This will be a difficult column to write. On Father’s Day, my dad, Farrel Dablemont, passed away peacefully, with his family around him. He was 84 years old and had suffered for several years with Parkinsonπs disease. 

This will be a difficult column to write. On Father’s Day, my dad, Farrel Dablemont, passed away peacefully, with his family around him. He was 84 years old and had suffered for several years with Parkinsonπs disease.  


He had been spared the tremors which go with that dreaded disease, but for the past year, walking had become very difficult. I am comforted by knowing that the he is walking just fine now, the man who stood so tall and strong when I was a kid, who taught me little by little, over many years, the things a boy should know about living right.


My dad had many friends and family who have preceded him in death, and personally I believe that somewhere, wherever heaven is, there is a great reunion going on this week. And while there may indeed be streets of gold and great mansions in that place, I have a feeling there are also beautiful rivers and woodlands and wild ducks, and turkeys and fish. Dad wasn’t much of a fan of golden streets; he liked woodland paths with wildflowers in the spring and fall colors and a good tracking snow in the winter.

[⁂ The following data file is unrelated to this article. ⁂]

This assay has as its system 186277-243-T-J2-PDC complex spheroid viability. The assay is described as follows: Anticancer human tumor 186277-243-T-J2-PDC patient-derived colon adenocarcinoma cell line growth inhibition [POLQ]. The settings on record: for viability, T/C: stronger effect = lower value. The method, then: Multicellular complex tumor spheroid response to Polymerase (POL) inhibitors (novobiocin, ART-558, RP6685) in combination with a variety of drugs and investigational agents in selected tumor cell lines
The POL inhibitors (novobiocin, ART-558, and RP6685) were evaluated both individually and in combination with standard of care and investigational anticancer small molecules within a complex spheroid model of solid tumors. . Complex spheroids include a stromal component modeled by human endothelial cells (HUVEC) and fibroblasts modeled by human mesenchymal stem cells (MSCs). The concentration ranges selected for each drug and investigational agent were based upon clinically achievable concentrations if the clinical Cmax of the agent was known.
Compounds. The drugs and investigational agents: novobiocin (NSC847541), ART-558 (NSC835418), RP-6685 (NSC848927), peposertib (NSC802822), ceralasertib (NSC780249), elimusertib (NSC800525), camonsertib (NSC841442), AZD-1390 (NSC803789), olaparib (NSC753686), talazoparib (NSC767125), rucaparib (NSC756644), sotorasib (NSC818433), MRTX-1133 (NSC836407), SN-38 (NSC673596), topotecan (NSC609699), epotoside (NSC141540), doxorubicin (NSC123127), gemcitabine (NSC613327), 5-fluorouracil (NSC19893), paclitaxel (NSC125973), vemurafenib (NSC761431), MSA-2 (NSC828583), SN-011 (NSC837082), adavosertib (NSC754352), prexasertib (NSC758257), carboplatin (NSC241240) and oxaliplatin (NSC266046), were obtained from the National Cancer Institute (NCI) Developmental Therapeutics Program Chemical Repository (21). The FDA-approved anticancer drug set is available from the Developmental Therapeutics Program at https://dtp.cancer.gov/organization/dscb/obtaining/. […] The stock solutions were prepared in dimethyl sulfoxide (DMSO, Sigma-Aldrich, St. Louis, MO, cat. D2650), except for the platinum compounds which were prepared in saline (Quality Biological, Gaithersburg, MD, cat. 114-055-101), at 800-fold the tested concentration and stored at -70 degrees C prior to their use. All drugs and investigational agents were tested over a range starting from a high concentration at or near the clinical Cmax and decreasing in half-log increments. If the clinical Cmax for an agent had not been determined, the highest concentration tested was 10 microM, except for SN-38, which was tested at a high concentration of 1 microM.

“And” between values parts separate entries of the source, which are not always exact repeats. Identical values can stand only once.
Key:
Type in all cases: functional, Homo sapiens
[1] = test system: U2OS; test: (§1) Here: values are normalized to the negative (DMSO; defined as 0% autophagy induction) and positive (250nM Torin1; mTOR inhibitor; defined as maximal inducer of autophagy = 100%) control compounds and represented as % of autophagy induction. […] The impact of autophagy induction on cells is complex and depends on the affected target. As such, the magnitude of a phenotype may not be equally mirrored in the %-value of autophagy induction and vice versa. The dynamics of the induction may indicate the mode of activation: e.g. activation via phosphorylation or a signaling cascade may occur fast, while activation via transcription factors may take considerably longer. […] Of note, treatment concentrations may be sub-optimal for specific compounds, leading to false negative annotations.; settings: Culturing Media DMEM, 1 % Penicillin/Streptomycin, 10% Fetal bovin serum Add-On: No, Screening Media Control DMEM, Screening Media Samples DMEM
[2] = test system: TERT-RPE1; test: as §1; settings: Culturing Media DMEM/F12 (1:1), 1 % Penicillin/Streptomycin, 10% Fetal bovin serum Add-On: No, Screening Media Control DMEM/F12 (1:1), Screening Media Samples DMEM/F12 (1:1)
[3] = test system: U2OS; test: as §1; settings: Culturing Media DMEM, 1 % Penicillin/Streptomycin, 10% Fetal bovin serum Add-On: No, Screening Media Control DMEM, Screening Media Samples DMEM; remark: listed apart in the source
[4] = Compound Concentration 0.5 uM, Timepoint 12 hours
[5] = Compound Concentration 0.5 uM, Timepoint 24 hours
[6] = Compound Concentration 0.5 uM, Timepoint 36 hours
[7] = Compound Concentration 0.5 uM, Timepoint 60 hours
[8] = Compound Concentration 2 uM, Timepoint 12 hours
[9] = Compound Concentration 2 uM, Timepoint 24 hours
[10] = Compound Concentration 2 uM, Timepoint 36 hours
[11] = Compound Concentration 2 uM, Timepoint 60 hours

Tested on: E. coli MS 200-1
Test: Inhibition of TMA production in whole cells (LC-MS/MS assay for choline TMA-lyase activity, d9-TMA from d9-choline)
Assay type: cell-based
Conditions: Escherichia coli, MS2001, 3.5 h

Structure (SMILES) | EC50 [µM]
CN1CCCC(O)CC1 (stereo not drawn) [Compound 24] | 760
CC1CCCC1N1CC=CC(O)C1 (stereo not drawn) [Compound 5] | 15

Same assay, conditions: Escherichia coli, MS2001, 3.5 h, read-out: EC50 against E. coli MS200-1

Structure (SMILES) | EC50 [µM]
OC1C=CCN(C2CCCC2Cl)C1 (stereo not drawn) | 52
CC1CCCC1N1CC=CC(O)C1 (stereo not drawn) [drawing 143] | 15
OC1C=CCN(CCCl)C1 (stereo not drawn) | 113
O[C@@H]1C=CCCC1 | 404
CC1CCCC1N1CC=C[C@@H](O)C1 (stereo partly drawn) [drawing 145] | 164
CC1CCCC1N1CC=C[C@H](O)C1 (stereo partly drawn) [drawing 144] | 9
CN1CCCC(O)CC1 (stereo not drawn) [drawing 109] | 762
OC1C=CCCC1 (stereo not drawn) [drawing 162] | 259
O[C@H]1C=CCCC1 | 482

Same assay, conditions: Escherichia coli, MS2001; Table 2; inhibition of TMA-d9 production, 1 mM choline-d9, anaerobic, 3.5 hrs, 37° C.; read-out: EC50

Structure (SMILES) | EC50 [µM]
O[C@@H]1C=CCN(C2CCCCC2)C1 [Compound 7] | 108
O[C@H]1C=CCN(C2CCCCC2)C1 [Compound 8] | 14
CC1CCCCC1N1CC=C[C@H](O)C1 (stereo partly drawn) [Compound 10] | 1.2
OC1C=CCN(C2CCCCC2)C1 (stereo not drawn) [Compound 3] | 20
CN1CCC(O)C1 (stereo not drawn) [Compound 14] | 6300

He loved to float rivers, and while in my boyhood we were confined to the Big Piney and the Gasconade, as I grew up we explored many others, like the Buffalo, the Kings and the War Eagle in Arkansas, and one of his favorites, that we first saw in 1971, Crooked Creek.


We got to fish together one last time a little more than a year ago, before it became too difficult for him. That was quite a day, as we caught smallmouth and Kentucky bass and largemouth by the dozens in a stream not far from here. His disease had taken the smile from his face, but he was smiling inside that day, and we talked then about how blessed he considered himself to be, with the very greatest of friends and a family blessed, I believe, because of the good life he had led.


He and my mother had moved up next to me in northern Polk County ten years ago, but dad lived most of his life over around Houston. His last 20 years of work, he drove a school bus for the Houston School District, and was so proud of that job and all the friends he made there. But of course you remember, if you read much of what I wrote, that he and my grandfather bought the pool hall in Houston when I was eleven years old, and I went to work there, from age eleven to the age of 16.


I couldn’t wait ‘til school was out so I could head for my important job at the pool hall, where all my friends were, old men in their 60’s and 70’s we come to call the front bench regulars. What an education it was, the basis for a book I wrote a few years back, entitled “The Front Bench Regulars.”


On weekends, dad and I floated the river in one of the wooden johnboats he built, to fish for goggle-eye and green sunfish and smallmouth, or we set trotlines for huge flathead catfish up to forty pounds or so.  We hunted ducks on the Piney out of those same johnboats, and in time I started guiding city fishermen on the river in those boats of his.